App may help asthma patients during wildfire season

Researchers recruit young adults for study to test app; smoke can exacerbate asthma, cause anxiety

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ANNIKA ZEIGLER

Researchers hope to enroll 60 students in a study to determine whether asthma app is beneficial. The app includes a feature for young adults to share symptom-prevention tips.

EMMA LEDBETTER, Evergreen reporter

Researchers at the WSU College of Nursing are testing a new app that may help young adults with asthma manage their symptoms during wildfire season. 

Wildfire smoke can exacerbate asthma symptoms. Wildfires are becoming an increasing problem in the Inland Northwest, said Julie Postma, the study’s principal investigator and associate dean for research in the College of Nursing. 

Participants will use an app called U-TRAK. They will collect data on their lung function using a hand-held spirometer, Postma said. A spirometer can provide early warning of an asthma attack before symptoms appear. 

Young people aged 18-26 who have been diagnosed with asthma are eligible to participate in the study, and Postma said researchers are recruiting participants.

“People that age with asthma are still establishing patterns for chronic disease management, thinking about ways to care for themselves while living independently and remaining active,” she said. 

U-TRAK uses the Environmental Protection Agency’s Smoke Sense app, but the test app includes additional features specific for monitoring asthma. It also has a function for peer-to-peer sharing for young adults to strategize about symptom-prevention tips, Postma said.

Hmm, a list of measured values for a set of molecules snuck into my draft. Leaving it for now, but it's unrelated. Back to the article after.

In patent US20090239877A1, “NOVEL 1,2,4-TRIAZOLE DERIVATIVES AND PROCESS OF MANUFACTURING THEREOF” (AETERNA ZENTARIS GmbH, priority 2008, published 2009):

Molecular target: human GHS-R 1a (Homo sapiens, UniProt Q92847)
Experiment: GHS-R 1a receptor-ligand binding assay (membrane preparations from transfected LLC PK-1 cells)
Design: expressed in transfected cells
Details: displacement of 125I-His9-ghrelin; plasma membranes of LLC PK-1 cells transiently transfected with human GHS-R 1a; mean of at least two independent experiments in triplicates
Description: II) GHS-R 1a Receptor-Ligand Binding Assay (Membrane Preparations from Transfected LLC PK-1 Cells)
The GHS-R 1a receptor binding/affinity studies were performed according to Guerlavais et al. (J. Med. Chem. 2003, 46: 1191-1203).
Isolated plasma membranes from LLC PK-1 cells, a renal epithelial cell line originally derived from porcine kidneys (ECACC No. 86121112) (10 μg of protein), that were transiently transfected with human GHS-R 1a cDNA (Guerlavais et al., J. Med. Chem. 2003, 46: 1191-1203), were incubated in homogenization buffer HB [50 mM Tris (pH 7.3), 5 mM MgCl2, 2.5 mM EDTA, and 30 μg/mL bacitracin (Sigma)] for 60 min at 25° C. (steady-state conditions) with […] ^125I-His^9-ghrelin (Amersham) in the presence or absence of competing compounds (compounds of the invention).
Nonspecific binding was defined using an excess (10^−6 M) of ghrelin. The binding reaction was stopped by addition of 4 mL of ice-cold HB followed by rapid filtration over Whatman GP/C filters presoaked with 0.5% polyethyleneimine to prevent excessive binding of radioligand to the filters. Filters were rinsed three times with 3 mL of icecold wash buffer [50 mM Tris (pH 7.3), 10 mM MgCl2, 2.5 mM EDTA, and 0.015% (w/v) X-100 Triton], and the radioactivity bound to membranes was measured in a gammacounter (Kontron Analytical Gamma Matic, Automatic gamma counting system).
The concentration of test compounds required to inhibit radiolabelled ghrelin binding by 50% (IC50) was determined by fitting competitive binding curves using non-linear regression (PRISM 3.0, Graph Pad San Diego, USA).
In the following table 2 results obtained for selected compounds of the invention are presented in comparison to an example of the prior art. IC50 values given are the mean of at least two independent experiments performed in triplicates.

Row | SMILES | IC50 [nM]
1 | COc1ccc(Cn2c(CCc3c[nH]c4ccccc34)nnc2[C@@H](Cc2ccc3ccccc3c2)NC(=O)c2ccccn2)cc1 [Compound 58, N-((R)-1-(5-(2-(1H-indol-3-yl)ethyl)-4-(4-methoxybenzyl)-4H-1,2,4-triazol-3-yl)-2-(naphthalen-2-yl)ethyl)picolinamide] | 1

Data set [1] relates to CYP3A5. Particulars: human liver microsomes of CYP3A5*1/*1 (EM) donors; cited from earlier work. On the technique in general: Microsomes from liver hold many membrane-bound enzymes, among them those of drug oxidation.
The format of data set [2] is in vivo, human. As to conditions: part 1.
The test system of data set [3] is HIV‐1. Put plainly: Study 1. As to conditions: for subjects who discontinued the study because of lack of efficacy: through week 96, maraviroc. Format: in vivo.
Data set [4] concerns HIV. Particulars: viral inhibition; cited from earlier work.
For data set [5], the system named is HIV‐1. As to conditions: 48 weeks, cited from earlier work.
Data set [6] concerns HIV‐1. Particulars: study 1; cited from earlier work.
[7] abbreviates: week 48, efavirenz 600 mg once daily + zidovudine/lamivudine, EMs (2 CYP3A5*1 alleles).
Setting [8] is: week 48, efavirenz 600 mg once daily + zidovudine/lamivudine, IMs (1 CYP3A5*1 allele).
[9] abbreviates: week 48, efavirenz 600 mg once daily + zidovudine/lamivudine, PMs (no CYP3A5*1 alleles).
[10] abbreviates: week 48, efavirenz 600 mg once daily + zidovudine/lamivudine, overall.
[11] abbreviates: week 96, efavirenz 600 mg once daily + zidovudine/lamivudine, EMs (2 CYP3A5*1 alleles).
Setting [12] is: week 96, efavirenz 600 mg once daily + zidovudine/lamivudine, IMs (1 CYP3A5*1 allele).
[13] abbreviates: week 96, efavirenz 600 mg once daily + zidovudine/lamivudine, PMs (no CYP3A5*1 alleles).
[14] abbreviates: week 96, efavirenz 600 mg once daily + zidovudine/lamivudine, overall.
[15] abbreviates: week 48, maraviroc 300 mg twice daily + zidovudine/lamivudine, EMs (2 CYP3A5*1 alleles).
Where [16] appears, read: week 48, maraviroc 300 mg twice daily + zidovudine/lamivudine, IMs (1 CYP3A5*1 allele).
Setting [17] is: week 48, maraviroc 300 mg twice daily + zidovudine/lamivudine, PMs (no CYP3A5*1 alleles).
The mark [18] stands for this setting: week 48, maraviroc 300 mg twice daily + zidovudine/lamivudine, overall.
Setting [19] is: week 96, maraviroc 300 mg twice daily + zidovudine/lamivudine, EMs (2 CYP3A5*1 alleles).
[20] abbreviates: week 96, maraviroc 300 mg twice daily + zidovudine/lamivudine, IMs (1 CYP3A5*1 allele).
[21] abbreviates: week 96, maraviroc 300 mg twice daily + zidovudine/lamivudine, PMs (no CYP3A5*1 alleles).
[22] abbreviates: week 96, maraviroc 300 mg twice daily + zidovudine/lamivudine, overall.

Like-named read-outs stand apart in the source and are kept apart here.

“It’s not always doctors and nurses that are giving health advice,” she said. “We can really learn from each other as well.”

Some symptom-prevention tips include staying in locations where air is filtered, recirculating air in a car instead of bringing it in from outside and refilling inhaler prescriptions before wildfire season begins in August.

Living in an area with sustained smoke and not knowing what to do can be anxiety-provoking, which can exacerbate asthma. Postma hopes the app will help reduce the stress and anxiety caused by wildfire smoke. 

Asthma is more common than most people realize. Even people with allergic asthma or exercise-induced asthma, both of which have specific triggers other than smoke, can be affected by wildfire smoke, said Ross Bindler, a research associate for the study.

Postma said the researchers hope to determine if the app is user-friendly and beneficial to participants before starting a larger study. The current study aims to enroll 60 participants. 

“It’s a great opportunity to be able to use smartphone technology,” Bindler said. “These participants, they know they’re able to handle [their symptoms] with a little bit of help from the app.”

Individuals interested in participating in the study can email nursing.TRAK@wsu.edu.